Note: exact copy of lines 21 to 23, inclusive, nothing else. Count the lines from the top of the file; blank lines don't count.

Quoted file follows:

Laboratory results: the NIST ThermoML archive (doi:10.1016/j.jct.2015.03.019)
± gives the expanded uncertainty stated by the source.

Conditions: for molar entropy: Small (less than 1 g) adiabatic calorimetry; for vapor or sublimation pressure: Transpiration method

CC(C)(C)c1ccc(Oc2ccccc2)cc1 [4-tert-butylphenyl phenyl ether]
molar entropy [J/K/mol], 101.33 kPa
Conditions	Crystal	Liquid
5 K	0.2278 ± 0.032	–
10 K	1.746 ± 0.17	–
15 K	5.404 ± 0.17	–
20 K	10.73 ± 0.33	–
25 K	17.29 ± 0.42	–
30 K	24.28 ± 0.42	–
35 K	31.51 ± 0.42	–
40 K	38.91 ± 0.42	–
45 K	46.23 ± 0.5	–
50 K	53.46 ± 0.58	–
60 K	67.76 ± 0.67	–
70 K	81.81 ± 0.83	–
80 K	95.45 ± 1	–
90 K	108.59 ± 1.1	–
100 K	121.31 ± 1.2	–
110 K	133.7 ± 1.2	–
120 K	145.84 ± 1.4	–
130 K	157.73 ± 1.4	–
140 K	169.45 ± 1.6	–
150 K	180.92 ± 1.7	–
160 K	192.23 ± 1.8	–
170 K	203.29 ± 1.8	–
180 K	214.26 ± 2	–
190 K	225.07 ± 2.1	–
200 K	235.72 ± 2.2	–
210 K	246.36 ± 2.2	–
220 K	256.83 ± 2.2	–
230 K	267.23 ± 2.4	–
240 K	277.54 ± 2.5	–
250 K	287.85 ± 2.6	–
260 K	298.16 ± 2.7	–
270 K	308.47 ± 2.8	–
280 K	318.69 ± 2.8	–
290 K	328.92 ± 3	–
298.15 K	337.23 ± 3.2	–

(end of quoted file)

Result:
100 K	121.31 ± 1.2	–
110 K	133.7 ± 1.2	–
120 K	145.84 ± 1.4	–